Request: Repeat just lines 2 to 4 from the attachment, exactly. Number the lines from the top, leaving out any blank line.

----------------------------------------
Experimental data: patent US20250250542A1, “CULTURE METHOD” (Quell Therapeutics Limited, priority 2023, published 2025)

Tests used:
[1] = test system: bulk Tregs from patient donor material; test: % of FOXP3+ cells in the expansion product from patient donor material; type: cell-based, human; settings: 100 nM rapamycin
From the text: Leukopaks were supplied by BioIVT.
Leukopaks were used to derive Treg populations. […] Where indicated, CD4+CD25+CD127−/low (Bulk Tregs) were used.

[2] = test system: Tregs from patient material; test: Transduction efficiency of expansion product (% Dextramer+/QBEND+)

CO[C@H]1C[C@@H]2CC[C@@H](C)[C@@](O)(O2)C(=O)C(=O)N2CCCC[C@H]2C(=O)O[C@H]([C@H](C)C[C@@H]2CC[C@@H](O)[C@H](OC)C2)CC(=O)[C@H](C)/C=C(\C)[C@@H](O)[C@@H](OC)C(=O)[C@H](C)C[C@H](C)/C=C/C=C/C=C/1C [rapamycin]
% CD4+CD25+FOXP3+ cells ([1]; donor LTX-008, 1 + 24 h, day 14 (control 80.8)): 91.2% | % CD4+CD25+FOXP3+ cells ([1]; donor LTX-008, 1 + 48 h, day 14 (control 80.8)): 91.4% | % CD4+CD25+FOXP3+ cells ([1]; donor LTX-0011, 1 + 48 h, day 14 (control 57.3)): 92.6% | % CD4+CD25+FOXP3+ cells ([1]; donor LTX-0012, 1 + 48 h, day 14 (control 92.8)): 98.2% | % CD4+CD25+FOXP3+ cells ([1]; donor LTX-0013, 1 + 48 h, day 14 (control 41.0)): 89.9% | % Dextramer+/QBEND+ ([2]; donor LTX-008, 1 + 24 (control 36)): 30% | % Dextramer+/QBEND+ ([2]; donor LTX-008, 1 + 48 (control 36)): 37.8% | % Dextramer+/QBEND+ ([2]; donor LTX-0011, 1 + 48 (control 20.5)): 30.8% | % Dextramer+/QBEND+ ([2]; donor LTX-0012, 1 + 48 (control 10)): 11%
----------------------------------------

Tests used:
[1] = test system: bulk Tregs from patient donor material; test: % of FOXP3+ cells in the expansion product from patient donor material; type: cell-based, human; settings: 100 nM rapamycin
From the text: Leukopaks were supplied by BioIVT.